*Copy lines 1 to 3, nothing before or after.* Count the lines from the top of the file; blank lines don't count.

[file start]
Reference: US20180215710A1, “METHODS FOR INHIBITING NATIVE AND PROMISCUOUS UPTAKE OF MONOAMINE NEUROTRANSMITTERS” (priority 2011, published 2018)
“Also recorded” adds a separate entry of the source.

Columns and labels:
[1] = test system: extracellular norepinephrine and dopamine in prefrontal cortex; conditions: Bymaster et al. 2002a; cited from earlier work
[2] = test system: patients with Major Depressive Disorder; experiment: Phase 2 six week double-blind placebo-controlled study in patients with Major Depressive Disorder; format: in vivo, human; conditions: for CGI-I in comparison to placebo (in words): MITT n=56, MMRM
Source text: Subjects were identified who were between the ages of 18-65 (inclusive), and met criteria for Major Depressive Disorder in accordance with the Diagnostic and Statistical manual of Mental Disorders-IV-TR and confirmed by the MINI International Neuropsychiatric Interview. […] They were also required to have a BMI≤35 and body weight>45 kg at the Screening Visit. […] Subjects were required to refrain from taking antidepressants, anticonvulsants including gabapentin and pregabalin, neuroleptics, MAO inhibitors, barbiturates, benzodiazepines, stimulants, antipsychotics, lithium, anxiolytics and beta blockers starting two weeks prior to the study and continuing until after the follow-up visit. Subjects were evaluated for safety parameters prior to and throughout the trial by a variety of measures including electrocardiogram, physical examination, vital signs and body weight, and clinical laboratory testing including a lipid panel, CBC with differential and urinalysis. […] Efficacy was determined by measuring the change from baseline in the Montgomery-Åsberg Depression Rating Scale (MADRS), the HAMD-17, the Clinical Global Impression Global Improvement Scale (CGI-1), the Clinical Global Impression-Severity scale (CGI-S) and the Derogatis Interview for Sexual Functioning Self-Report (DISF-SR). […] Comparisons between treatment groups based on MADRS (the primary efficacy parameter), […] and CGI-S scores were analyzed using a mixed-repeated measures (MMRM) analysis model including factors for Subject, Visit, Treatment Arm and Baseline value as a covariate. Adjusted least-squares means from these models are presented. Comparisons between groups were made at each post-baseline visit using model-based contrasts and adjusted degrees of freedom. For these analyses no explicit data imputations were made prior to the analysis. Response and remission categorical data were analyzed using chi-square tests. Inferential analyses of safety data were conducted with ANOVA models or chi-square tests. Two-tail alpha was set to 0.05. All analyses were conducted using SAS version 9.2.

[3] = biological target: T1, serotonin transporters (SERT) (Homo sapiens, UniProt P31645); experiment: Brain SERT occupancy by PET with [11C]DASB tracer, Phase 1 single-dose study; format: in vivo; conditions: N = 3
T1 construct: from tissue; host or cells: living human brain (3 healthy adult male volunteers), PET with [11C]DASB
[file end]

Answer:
Reference: US20180215710A1, “METHODS FOR INHIBITING NATIVE AND PROMISCUOUS UPTAKE OF MONOAMINE NEUROTRANSMITTERS” (priority 2011, published 2018)
“Also recorded” adds a separate entry of the source.

Columns and labels: